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Man Pages


Manual Reference Pages  -  CRITCL_INSTALLER (n)

NAME

critcl_install_guide - Critcl - The Installer’s Guide

CONTENTS

Description
Requisites
     Tcl
     Tcllib
Authors
Keywords
Category
Copyright

DESCRIPTION

Welcome to the C Runtime In Tcl, CriTcl for short, a system to build C extension packages for Tcl on the fly, from C code embedded within Tcl scripts, for all who wish to make their code go faster.

The audience of this document is anyone wishing to build the packages, for either themselves, or others.

For a developer intending to extend or modify the packages we additionally provide
[1] Critcl - License.
[2] Critcl - The Developer’s Guide.

Please read Critcl - How To Get The Sources first, if that was not done already. Here we assume that the sources are already available in a directory of your choice.

REQUISITES

Before Critcl can be build and used a number of requisites must be installed. These are:
[1] The scripting language Tcl. For details see Tcl.
[2] Various packages from the Tcllib bundle for Tcl. For details see Tcllib.
[3] A working C compiler and development environment.
This list assumes that the machine where Critcl is to be installed is essentially clean. Of course, if parts of the dependencies listed below are already installed the associated steps can be skipped. It is still recommended to read their sections though, to validate that the dependencies they talk about are indeed installed.

    TCL

As we are building a Tcl package that should be pretty much obvious that a working Tcl installation is needed, and I will not belabor the point.

Out of the many use whatever you are comfortable with, as long as it provides Tcl 8.5, or higher, and Tk 8.5 or higher.

This may a Tcl installation provided by your operating system distribution, from a distribution-independent vendor, or built by yurself.

Myself, I used ActiveState’s [http://www.activestate.com] ActiveTcl 8.5 distribution during development of the binding, as I am most familiar with it.

(Disclosure: I, Andreas Kupries, work for ActiveState, maintaining ActiveTcl and TclDevKit for them).

This distribution can be found at http://www.activestate.com/activetcl. Retrieve the archive of ActiveTcl 8.5 for your platform and install it as directed by ActiveState.

Assuming that ActiveTcl got installed I usually run the command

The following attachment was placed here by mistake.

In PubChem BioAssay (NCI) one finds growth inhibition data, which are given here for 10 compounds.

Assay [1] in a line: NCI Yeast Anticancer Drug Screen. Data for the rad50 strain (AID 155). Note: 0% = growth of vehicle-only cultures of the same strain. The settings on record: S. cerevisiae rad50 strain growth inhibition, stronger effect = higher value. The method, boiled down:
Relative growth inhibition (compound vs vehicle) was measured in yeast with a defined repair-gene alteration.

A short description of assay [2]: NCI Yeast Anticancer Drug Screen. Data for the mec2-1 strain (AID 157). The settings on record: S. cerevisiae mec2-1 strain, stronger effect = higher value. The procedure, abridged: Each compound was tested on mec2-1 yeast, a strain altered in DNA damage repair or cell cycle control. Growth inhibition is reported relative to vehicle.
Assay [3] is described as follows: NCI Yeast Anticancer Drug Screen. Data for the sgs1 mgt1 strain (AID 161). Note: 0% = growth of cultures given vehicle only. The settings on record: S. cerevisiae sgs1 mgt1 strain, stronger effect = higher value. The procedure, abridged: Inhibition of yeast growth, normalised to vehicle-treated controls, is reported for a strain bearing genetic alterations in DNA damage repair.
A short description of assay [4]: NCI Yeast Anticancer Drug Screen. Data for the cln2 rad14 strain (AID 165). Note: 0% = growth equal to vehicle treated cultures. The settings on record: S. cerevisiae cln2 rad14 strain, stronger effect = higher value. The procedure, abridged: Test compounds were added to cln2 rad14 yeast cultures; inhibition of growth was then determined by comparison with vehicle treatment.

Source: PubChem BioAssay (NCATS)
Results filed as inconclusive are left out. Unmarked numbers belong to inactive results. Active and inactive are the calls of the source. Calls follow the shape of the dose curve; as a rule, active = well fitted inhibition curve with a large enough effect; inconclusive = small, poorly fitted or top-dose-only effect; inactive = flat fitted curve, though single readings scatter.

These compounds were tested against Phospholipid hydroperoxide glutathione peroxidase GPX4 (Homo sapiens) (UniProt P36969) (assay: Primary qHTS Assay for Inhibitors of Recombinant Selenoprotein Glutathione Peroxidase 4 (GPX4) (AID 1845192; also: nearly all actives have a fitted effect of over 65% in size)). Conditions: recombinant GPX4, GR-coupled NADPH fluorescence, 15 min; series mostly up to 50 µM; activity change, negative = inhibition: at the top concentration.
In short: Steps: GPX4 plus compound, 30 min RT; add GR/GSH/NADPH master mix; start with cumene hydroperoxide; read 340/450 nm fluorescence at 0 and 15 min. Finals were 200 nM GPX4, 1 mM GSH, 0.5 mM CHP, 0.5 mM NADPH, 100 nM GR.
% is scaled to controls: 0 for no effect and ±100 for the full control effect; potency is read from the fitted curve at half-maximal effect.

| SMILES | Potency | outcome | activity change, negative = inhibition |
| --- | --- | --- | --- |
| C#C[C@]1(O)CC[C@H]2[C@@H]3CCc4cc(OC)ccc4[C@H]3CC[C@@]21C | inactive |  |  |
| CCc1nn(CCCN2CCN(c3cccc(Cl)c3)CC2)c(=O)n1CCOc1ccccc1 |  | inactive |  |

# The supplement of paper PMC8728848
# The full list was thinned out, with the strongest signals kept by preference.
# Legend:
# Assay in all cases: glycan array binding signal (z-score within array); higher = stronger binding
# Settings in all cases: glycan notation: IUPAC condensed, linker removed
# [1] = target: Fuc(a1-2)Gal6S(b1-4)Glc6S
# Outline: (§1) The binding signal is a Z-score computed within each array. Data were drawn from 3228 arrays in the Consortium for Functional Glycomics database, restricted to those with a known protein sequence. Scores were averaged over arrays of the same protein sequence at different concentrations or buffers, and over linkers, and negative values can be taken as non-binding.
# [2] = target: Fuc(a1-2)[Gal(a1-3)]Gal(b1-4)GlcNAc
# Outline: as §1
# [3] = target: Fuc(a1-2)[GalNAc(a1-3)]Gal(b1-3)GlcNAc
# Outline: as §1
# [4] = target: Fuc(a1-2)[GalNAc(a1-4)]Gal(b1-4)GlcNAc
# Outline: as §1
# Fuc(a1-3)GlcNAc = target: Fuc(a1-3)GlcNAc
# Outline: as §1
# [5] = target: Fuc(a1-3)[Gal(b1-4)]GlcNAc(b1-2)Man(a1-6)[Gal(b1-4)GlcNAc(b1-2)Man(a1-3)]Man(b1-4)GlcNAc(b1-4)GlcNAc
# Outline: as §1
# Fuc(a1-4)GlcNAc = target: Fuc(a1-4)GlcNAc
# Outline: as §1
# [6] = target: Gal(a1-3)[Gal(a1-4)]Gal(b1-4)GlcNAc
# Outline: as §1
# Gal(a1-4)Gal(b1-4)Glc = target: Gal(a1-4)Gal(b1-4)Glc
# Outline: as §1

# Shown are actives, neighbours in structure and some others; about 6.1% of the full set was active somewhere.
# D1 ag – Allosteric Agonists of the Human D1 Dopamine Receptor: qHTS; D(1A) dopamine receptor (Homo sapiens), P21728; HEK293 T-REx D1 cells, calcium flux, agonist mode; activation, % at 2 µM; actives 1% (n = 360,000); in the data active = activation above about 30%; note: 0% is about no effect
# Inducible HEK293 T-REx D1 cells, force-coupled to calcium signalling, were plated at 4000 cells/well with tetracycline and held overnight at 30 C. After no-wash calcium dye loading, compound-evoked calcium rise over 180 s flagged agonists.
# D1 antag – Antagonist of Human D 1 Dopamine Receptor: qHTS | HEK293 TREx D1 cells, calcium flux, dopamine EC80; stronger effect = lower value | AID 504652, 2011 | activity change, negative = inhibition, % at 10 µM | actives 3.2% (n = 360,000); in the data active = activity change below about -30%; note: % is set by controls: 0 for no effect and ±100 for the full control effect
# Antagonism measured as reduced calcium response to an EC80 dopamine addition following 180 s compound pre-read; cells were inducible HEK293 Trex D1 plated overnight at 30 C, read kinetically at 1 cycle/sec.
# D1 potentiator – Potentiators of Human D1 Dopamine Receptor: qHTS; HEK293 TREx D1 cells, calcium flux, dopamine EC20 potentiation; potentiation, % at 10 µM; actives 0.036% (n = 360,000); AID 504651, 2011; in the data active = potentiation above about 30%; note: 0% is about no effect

teacup update

to install all packages ActiveState provides, and the kitchensink, as the distribution itself usually contains only the ost important set of packages. This ensures that the dependencies for Critcl are all present, and more.

If that is not to your liking you have to read the sections for Critcl to determine the exact set of packages required, and install only these using


teacup install $packagename

Both teacup commands above assume that ActiveState’s TEApot repository at http://teapot.activestate.com is in the list of repositories accessible to teacup. This is automatically ensured for the ActiveTcl distribution. Others may have to run


teacup archive add http://teapot.activestate.com

to make this happen.

For those wishing to build Tcl/Tk on their own, their sources can be found at
Tcl http://core.tcl.tk/tcl/
Tk http://core.tcl.tk/tk/

    TCLLIB

To use Critcl a few packages found in the Tcllib bundle are required. These packages are:
[1] cmdline
[2] md5.

And to accelerate this package, it is recommend to get and install one of
[1] tcllibc
[2] md5c
[3] Trf

The system will work without them, but can become quite slow, especially when handling large code blocks.
[3] snit

Assuming that ActiveTcl is installed, or some other Tcl installation with teacup available, most (not md5c) of these packages can be installed via


teacup install $packagename

The teacup command above assumes that ActiveState’s TEApot repository at http://teapot.activestate.com is in the list of repositories accessible to teacup. This is automatically ensured for the ActiveTcl distribution. Others may have to run


teacup archive add http://teapot.activestate.com

to make this happen.

Now, for those wishing to install the packages from source, the fossil repository for the two bundles can be found at https://core.tcl.tk/tcllib and https://core.tcl.tk/tklib.

Releases of Tcllib and Tklib can be found there as well, or fossil can be used to check out specific revisions.

Tcl- and Tklib come with their own installation instructions. These will not be repeated here. If there are problems with their directions please file a bug against the Tcllib project at the above url, and not CriTcl.

    C COMPILER

To actually build packages based on critcl we need a working C compiler.

How to install such and all the associated header files, libraries, etc. is heavily platform- and system-dependent, and thus outside of the scope of this document. Note that I am willing to extend this section with links of interest to tutorials, howtos and references for the various platforms.

The important pieces of information are this:
[1] The path to the C compiler binary must be found in the environment variable PATH, for critcl to find it.
[2] On Windows(tm) the environment variable LIB must be present and contain the paths of the directories holding Microsoft’s libraries. The standard critcl configuration for this platform searches these paths to fine-tune its settings based on available libraries and compiler version.
Links of interest:
http://www.tldp.org/HOWTO/HOWTO-INDEX/programming.html

BUILD & INSTALLATION INSTRUCTIONS

    BUILD & INSTALLATION (UNIX)

This section describes the actions required to install CriTcl on Unix systems (Linux, BSD, and related, including OS X). If you have to install CriTcl on a Windows machine see section Build & Installation (Windows) instead. To install Critcl simply run